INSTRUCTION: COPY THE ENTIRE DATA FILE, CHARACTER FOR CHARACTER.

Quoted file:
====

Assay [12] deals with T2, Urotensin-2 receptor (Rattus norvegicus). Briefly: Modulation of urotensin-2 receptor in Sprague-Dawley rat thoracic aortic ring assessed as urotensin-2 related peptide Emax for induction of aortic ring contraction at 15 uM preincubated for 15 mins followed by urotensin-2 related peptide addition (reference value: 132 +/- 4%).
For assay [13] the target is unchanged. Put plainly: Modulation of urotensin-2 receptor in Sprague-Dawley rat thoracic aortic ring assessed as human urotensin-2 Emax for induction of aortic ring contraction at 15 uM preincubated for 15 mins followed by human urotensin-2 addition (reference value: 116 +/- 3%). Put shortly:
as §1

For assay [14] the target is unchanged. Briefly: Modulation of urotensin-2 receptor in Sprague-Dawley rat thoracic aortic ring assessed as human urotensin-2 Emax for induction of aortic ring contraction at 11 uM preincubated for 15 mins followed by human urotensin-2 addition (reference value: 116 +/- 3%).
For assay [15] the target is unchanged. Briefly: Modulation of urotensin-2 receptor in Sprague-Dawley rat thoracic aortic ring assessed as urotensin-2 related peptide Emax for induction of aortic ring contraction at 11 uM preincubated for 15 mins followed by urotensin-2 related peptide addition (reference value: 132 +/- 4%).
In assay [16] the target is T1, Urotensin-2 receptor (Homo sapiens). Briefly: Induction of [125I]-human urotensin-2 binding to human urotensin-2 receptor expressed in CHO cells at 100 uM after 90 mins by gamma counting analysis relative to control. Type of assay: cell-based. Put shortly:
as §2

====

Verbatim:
Assay [12] deals with T2, Urotensin-2 receptor (Rattus norvegicus). Briefly: Modulation of urotensin-2 receptor in Sprague-Dawley rat thoracic aortic ring assessed as urotensin-2 related peptide Emax for induction of aortic ring contraction at 15 uM preincubated for 15 mins followed by urotensin-2 related peptide addition (reference value: 132 +/- 4%).
For assay [13] the target is unchanged. Put plainly: Modulation of urotensin-2 receptor in Sprague-Dawley rat thoracic aortic ring assessed as human urotensin-2 Emax for induction of aortic ring contraction at 15 uM preincubated for 15 mins followed by human urotensin-2 addition (reference value: 116 +/- 3%). Put shortly:
as §1

For assay [14] the target is unchanged. Briefly: Modulation of urotensin-2 receptor in Sprague-Dawley rat thoracic aortic ring assessed as human urotensin-2 Emax for induction of aortic ring contraction at 11 uM preincubated for 15 mins followed by human urotensin-2 addition (reference value: 116 +/- 3%).
For assay [15] the target is unchanged. Briefly: Modulation of urotensin-2 receptor in Sprague-Dawley rat thoracic aortic ring assessed as urotensin-2 related peptide Emax for induction of aortic ring contraction at 11 uM preincubated for 15 mins followed by urotensin-2 related peptide addition (reference value: 132 +/- 4%).
In assay [16] the target is T1, Urotensin-2 receptor (Homo sapiens). Briefly: Induction of [125I]-human urotensin-2 binding to human urotensin-2 receptor expressed in CHO cells at 100 uM after 90 mins by gamma counting analysis relative to control. Type of assay: cell-based. Put shortly:
as §2